Next time you slurp some of this Szechuan soup at your fave joint, look at it closely. It’s actually pretty simple to make: diced protein, vegetables, and maybe noodles in a good broth bolstered with some heat and some acid – chili of some sort, and lemon juice or a pleasant vinegar.

Soup has come to mean many odd, disconnected things, including slang for nitroglycerine, especially used, says the Oxford dictionary, for blowing up safes. “In the soup” means to be in difficulty; “soup and fish” is Cockney rhyming slang for fancy evening dress. All of this from the French, and that from a Late Latin term for “sop”, a piece of bread soaked in water, broth or wine. Strange are the ways of the English language.

In the kitchen, soup means a collection of foods cooked in liquid. Larousse Gastronomic, the reliable workhorse of culinary definition, devotes twenty pages to soups, among them cold pureed blend of leek and potato (vichysoisse), and chowder, made in a pot (chaudiere) on a French fisherman’s schooner. But just to complicate things, chowder can be a thick white soup in New England or a thin red broth in Manhattan.

In any case, the healing and nurturing attributes of soup are universal. Soup has the mythic power to heal broken hearts and cracked bones, to thaw skiers’ frostbitten noses and to mend, like Time, all wounds, as per the wondrous qualities of apocryphal Jewish grandmothers’ chicken soup, Japanese miso soup or Chinese hot and sour soup.

To a cook, the soup pot is as varied as this week’s fridge contents. The temptation always looms, though, to empty the entire vegetable drawer into the soup pot. Such cluttering with odd’n’ends is a death knell to the best soup, which needs focus and direction, translated into a finite number of ingredients. Add ’em all and the pot veers off into uncharted territory, its boundaries undefined and its character unstable or unstated. The other side of the coin is the ease with which soup accepts last-minute lineup changes and substitutions. Slide onions in for leeks, use carrots for roasted red peppers, yams instead of Yukon Golds.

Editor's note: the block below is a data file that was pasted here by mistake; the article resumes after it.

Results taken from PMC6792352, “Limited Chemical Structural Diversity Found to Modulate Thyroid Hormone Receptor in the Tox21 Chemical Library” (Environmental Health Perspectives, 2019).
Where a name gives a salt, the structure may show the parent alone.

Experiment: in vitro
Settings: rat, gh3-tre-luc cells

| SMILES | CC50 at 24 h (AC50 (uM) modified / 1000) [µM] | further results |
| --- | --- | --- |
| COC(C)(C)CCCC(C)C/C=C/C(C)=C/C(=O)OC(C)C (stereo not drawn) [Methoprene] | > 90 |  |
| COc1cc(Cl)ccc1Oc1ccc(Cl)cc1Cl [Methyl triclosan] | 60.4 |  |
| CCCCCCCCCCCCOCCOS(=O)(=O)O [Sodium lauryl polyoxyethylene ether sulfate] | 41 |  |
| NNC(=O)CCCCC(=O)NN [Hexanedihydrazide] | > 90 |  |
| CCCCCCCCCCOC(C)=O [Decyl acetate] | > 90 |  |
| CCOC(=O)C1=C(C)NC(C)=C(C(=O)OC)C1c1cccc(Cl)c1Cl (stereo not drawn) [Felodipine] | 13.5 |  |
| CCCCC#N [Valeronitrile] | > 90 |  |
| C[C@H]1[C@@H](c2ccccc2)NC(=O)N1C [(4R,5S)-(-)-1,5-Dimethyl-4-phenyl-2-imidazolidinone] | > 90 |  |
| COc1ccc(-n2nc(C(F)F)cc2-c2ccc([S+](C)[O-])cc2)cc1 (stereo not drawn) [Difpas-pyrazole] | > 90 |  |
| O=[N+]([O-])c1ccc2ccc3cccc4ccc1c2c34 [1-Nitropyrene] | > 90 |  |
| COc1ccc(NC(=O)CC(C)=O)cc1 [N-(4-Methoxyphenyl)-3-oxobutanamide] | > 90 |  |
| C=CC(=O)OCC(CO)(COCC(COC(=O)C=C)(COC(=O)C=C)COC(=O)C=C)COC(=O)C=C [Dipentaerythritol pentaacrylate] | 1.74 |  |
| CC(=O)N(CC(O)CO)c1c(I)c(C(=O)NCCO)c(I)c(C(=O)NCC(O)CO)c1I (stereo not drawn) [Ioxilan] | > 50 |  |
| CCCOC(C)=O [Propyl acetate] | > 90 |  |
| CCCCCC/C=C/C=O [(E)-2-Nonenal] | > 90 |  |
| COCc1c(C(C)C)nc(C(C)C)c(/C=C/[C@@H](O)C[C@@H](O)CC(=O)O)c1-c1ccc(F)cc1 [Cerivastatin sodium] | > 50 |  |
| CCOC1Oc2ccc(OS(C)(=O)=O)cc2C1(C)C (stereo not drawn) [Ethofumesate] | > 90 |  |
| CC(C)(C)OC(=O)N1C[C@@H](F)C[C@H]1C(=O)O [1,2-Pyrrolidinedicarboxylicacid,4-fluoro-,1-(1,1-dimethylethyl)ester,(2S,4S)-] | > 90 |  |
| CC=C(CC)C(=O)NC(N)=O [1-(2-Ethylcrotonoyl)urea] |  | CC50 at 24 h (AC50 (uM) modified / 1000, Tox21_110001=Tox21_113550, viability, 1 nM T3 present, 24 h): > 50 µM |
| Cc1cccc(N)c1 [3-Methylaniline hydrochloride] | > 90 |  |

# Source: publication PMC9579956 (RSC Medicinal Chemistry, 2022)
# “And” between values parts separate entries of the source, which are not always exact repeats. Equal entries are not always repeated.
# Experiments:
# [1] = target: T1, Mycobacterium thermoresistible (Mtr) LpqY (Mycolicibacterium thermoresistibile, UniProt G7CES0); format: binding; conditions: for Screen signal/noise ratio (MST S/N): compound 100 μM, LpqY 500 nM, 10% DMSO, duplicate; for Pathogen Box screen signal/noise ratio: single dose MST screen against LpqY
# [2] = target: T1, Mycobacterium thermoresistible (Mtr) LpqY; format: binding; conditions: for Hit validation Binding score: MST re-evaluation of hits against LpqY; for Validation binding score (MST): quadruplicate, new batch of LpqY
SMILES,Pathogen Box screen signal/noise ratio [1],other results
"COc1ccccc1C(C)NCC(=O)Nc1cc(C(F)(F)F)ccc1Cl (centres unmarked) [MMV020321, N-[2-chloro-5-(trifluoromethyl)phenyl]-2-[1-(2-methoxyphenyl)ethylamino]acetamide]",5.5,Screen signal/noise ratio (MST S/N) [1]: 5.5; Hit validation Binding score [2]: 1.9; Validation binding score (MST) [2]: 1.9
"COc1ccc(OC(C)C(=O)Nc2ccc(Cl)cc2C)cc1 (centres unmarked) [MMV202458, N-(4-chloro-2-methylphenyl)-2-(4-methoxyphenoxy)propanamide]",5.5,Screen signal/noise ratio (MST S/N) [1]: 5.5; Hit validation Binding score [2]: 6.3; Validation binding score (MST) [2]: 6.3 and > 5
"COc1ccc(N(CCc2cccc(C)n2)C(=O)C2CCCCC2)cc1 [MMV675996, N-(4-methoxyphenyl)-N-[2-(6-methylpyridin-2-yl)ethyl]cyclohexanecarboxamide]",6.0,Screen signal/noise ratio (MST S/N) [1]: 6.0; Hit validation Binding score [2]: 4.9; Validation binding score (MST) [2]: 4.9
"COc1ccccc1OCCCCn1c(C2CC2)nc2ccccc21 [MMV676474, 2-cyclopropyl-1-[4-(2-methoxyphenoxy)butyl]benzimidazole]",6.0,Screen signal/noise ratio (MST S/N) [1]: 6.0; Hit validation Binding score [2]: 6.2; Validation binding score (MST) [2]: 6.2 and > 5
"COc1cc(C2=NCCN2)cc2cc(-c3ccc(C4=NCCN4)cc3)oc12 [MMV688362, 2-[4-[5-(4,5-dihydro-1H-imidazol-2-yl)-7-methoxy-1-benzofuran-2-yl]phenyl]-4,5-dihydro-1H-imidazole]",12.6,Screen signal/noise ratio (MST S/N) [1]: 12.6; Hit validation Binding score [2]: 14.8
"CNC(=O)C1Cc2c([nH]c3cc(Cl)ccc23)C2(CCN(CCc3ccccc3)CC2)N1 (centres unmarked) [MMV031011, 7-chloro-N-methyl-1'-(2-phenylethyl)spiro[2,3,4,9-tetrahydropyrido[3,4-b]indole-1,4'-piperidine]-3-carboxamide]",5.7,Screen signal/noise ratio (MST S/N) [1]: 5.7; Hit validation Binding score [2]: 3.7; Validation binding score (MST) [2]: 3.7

To my mind, the best soups arise from cold-weather cooking, when the slow simmer fills a chilly home with a blanket of comfort. When it’s too cold to venture outdoors, scenting winter like my skittish cat at the door, wanting out but shy of the weather; too dark too early and for too many hours… these are prime soup-making conditions.

Don’t fret. Soup is an all-day proposition. Most soups cook inside an hour while delivering the same comfort as your Great-aunt Tilly’s ever did, but with a reduced degree of difficulty, perfect for those days when the dog, the boss, the kids, the weather, are not as you would like them to be. Soup is an undemanding companion, seeking only to warm and restore, asking nothing in return. Baby, it’s cold outside. Snuggle up to a hot stove. First we eat some soup, then we can put some records on.

Squash, Pear and Parsnip Soup with Maple Croutons

Puree this soup into a smooth and velvety texture, or leave it chunky. Make the croutons just before serving to avoid eating them all in advance! From my first cookbook, Skinny Feasts (Whitecap Books, 1997).

Serves 6-8

1 T. butter

1 leek, sliced

4 medium carrots, sliced

4 medium parsnips, sliced

4 T. ginger root, minced

1 ripe pear, peeled and sliced

1 t. dried oregano

½ c. dry white wine

1 large butternut squash, peeled, seeded and cubed

6 c. chicken stock

2 oranges, juice and zest

1 t. lemon juice

4 T. honey

a dash of Tabasco or hot chili paste

salt to taste

1 T. minced fresh oregano or chives

1 T. whipping cream

 

croutons:

3-4 slices crusty French bread, cubed

butter for the pan

a drizzle of maple syrup

Melt the butter in a heavy-bottomed stock pot. Add the leek, carrots, parsnips, pear and ginger, and cook until tender without colouring. Mix in the dried oregano, wine and squash. Add the chicken stock and simmer until all is tender. Puree. Adjust the balance with orange juice, lemon juice, honey and hot chili paste and salt. Stir in the reserved orange zest, fresh oregano or chives, then serve, drizzling each portion with a teaspoon of heavy cream.

Make maple butter croutons for garnish by sautéing diced bread in butter to crisp. Drizzle with maple syrup and caramelize to brown. Serve on the soup.

Leave a comment

Filed under Creative Nonfiction [CNF], Culinary

Grainews: First We Eat – Taking Stock

Grainews

Our globe tracks a circular route around the sun, and life often mimics that pattern. As does culture. Skirts go up and come down, narrow lapels and three buttons come in and out of style, high-waisted pants unaccountably return to favour from darkest Siberia. And crafts too, come in and out of fashion.

Continue reading

Leave a comment

Filed under Culinary